Department of Labour uncovers shocking bio-hazard lapses at public health facilities

Inspections carried out by the Department of Labour at public health care sector facilities have uncovered shocking non-compliance when it comes workplace safety and hazardous biological agents‚ senior department officials said on Tuesday.

“No country can afford deaths or injuries that take place in the workplace and also the burden that this places on a country’s social security system‚” said Tibor Szana‚ Chief Inspector at the Department of Labour.

He was speaking at a Hazardous Biological Agents (HBA) Seminar in Port Elizabeth on Tuesday as the results of inspections conducted in the public health care sector presented gross levels of non-compliance.

Hazardous biological agents are infectious and toxic. They can also cause allergic reactions such as hypersensitivity pneumonitis‚ allergic rhinitis‚ some types of asthma and organic dust toxic syndrome. In health care institutions‚ employees are exposed to them while treating patients suffering from infectious diseases.

Occupational Health and Hygiene Director at the Department of Labour‚ Milly Ruiters‚ presented a comparison of compliance for 2014/2015 and the 2016/2017 inspections in the public health care sector.

In contrast with the Occupational Health and Safety Act which states that employers shall provide and maintain as far as is reasonably practicable a working environment that is safe and without risks‚ the findings in some provinces were damning.

The results of 407 inspections conducted in all nine provinces in the public health care sector in 2014/2015‚ showed that only 91 facilities complied while 316 did not comply. This showed that the compliance level for hazardous biological agents stood at just 22%.

In 2014/2015‚ the worst performing provinces included the Eastern Cape at 18%‚ Gauteng Province at 9% and Limpopo at a shocking zero%. “This resulted in some facilities being closed down as a result of the outcome of inspections conducted. Many of the severe cases were found in clinics in rural areas in particular‚” said the department.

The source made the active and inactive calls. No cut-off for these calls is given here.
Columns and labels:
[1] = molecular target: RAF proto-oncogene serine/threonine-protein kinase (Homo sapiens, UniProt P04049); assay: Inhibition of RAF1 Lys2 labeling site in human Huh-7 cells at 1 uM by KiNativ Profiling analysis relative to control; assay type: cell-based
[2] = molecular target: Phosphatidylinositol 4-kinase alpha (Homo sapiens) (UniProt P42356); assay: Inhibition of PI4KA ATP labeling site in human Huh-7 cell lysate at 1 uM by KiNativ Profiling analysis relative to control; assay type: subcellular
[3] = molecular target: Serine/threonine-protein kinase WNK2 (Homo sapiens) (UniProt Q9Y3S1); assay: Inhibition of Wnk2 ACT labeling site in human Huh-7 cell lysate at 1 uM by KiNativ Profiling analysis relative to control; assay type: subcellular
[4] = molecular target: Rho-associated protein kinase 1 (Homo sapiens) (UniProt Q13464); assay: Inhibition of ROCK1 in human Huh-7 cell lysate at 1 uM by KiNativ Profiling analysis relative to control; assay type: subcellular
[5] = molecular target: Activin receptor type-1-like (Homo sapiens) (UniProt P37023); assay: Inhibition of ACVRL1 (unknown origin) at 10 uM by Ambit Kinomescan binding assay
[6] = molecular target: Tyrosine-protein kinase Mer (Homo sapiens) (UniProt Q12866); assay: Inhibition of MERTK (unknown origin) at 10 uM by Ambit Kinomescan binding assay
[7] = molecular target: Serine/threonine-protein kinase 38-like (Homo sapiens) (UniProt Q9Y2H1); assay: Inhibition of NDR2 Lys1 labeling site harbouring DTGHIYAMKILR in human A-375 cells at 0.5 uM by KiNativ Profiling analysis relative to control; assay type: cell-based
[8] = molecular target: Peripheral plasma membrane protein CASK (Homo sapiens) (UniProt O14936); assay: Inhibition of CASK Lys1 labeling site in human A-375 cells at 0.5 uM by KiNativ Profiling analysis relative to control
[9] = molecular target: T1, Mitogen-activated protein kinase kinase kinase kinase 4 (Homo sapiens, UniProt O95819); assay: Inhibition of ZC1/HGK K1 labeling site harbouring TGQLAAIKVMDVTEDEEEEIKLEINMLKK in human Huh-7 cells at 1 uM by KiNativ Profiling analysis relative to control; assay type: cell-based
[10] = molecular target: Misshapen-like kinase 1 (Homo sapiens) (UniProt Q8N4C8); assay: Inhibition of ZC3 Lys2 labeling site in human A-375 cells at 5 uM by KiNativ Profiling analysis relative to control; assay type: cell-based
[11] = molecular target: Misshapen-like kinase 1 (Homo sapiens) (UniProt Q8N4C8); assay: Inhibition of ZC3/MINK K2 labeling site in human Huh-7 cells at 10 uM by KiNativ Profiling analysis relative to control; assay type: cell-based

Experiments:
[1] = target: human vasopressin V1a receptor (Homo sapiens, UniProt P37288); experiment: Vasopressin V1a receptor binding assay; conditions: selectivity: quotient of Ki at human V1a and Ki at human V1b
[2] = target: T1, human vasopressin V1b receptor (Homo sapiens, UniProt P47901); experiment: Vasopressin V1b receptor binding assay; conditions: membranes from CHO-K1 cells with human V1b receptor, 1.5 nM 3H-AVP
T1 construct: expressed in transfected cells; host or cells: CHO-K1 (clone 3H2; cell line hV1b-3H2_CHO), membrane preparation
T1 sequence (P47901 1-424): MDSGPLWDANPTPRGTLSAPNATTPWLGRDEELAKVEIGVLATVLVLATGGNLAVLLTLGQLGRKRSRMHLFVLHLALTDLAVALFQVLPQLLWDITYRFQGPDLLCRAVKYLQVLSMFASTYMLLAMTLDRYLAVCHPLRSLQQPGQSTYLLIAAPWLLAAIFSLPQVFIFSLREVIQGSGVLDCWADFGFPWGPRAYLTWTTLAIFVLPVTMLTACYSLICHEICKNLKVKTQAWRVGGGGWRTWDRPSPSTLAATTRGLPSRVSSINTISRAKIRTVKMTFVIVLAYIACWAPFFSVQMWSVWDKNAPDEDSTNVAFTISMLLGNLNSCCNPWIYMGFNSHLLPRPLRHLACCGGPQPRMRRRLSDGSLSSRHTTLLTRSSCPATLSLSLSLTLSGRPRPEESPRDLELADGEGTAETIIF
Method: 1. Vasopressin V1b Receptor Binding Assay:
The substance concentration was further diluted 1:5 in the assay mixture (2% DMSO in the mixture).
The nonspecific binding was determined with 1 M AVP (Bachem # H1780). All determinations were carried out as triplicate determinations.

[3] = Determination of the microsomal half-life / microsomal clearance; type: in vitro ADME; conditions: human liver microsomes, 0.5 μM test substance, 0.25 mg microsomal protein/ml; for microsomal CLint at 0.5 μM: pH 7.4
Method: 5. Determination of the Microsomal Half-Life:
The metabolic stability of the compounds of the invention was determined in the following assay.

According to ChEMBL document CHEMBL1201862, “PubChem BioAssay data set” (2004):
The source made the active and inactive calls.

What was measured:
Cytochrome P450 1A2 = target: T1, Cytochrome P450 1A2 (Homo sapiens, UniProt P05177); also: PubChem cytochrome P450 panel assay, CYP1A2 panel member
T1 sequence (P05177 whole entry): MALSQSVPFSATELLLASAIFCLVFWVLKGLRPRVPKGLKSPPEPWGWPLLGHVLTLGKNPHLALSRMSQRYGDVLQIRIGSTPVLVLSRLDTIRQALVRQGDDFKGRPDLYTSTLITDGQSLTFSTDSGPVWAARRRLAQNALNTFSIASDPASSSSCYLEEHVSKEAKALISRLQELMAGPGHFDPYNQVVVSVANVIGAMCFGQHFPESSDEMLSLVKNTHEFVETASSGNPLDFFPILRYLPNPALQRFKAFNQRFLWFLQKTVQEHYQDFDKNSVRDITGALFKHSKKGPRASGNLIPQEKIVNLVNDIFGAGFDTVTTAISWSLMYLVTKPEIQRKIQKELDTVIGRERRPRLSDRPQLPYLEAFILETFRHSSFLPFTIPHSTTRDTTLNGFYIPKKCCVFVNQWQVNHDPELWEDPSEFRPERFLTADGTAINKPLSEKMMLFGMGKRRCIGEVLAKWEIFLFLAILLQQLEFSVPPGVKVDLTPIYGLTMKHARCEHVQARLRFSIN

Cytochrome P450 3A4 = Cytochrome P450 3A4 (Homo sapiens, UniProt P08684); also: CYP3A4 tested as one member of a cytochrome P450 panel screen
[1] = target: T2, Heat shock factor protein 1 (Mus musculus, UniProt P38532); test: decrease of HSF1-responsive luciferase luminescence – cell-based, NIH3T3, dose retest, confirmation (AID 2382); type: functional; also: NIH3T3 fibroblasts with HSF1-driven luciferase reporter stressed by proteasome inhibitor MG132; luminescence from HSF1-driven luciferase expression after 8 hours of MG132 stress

In 2016 another inspection was conducted. The Eastern Cape improved to 67% but Gauteng Province and Limpopo continued on their downward trend and noncompliance at zero% respectively. Northern Cape and KwaZulu-Natal also decreased their compliance level.

Ruiters said some of the reasons included no risk assessments being done‚ employees not inducted and trained on sources of exposure‚ medical surveillance not conducted and carried out in accordance with HBA regulations and personal protective equipment not being provided.

A major concern was that health care risk waste contractors were not inducted and trained on hazardous biological agents‚ there were no separate lockers or storage facilities for protective clothing; no change rooms‚ medical surveillance reports were not available and inadequate means of ventilation. Some facilities did not even have natural ventilation.

Ruiters said that the health care sector now had to prepare a written policy to protect the health and safety of employees.

“The due date for this process is April 2017 where Labour inspectors will visit health care establishments to ensure compliance with the directive of the Chief Inspector‚” she said.

 

 

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